Teachers face another year of one per cent pay cap

CREDIT: This story was first seen on BBC News

Teachers’ pay in England and Wales will have to stay within austerity pay limits – with another year of increases restricted to one percent, BBC News reports.

The government has responded to the teachers’ pay review body and has stuck to its public sector pay limits.
It will mean another real-terms pay cut for more than 500,000 teachers in England and Wales.
The cap on pay, initially of 0% and then one per cent, has been in place since 2010, as part of austerity measures.
The National Union of Teachers says that successive years of below-inflation pay deals has seen teachers’ pay fall in real terms by 13%.
The decision over teachers’ pay will be seen as sending a signal over pay for more than five million public sector workers.
In the wake of the general election, there were reports of debates within the Cabinet about whether to ease the constraints on public sector pay and try to reverse wage stagnation.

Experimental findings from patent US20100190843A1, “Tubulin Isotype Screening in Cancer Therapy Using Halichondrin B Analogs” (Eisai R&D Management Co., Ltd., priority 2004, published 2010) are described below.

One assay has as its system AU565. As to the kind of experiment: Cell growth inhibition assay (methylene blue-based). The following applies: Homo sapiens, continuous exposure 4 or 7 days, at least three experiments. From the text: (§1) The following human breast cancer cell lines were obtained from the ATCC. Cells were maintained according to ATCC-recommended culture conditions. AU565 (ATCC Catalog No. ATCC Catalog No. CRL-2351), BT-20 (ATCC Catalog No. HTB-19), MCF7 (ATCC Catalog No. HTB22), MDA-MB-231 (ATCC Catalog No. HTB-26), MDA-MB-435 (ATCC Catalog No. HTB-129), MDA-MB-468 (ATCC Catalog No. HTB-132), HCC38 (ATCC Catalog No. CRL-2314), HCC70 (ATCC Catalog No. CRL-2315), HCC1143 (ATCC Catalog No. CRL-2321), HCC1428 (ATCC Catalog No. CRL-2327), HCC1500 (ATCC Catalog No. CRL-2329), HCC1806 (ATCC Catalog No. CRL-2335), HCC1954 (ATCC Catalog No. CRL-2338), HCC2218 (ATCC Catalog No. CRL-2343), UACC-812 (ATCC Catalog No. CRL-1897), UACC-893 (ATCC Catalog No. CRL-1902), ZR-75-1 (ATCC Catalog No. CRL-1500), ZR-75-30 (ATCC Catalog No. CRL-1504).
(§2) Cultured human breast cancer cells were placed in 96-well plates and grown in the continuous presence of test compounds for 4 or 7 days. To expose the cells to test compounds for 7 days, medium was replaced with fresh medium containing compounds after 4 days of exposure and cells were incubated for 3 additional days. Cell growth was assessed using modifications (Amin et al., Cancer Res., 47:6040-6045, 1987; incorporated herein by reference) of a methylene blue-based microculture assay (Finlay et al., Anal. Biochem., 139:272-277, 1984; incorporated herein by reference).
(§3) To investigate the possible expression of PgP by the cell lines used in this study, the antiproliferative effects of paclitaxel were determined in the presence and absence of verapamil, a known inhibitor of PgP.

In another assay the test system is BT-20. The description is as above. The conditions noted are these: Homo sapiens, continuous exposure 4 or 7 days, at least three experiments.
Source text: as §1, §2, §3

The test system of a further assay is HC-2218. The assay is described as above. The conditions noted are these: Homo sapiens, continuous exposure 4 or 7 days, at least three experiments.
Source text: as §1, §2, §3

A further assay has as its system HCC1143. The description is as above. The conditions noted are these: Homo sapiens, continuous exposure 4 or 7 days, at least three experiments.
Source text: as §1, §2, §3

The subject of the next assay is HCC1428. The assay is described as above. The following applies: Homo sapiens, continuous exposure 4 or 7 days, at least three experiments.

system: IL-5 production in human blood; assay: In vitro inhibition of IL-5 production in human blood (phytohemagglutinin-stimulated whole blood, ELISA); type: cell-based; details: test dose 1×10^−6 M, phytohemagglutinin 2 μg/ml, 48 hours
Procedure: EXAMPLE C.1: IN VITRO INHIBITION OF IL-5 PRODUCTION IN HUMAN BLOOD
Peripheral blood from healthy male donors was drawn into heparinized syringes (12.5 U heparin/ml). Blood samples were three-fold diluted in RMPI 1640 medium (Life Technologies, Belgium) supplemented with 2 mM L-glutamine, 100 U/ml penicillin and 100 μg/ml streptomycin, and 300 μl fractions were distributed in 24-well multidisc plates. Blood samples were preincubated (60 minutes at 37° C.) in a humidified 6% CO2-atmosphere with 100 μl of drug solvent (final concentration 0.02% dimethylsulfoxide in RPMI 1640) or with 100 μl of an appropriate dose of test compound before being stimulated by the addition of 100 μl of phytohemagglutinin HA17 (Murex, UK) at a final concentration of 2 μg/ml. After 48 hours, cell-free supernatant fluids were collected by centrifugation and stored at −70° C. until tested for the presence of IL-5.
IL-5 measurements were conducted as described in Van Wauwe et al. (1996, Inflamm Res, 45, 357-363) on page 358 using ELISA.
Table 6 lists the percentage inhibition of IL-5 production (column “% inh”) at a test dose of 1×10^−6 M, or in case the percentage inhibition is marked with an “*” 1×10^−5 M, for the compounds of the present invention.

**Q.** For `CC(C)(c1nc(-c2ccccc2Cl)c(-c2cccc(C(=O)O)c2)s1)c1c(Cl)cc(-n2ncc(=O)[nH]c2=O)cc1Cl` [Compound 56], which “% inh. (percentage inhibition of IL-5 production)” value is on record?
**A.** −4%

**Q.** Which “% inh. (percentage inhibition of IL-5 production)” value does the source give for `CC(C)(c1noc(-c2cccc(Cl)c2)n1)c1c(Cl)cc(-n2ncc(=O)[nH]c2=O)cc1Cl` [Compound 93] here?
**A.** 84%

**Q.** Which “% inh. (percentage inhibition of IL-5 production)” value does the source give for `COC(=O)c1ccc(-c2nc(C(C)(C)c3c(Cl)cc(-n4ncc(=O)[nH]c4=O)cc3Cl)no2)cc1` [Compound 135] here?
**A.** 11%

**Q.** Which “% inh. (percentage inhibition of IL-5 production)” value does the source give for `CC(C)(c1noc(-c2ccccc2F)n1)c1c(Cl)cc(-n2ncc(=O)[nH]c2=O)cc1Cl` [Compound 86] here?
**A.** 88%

The School Teachers’ Review Body is an independent pay body that provides recommendations to ministers about the pay of more than 500,000 teachers in England and Wales.
But for the past seven years decisions have been determined by the government’s limit on public sector pay.
The pay limit was part of the government’s efforts to reduce the budget deficit following the financial crash.
There have been warnings that pay restraint is making it harder to recruit teachers and had contributed to a staff shortage in schools.
Newly-qualified teachers have a starting salary of around £22,500, with the upper pay scale for classroom teachers going up to about £38,000. Head teachers’ pay can range from £44,000 to over £100,000.
The decision on teachers’ pay comes against a background of wider pressure on school funding – with campaigns warning of budget shortages.
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